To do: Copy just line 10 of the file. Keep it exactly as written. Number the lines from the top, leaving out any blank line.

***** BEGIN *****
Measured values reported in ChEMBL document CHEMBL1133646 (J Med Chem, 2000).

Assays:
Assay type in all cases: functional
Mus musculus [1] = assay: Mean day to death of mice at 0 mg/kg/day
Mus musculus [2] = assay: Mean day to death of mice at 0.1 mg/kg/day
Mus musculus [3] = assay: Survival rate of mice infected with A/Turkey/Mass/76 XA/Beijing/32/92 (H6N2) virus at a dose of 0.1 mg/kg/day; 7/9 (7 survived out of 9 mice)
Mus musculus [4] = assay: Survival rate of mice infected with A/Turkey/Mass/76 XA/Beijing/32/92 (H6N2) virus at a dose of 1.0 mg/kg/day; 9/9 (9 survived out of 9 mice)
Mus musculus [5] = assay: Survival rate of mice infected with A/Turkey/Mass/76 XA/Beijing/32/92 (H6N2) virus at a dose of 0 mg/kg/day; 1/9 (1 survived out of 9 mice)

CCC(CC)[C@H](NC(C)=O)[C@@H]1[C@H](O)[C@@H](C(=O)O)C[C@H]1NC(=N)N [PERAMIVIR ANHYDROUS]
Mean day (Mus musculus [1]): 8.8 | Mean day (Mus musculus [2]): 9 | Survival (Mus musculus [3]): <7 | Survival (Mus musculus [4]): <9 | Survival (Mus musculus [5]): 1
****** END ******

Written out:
Mean day (Mus musculus [1]): 8.8 | Mean day (Mus musculus [2]): 9 | Survival (Mus musculus [3]): <7 | Survival (Mus musculus [4]): <9 | Survival (Mus musculus [5]): 1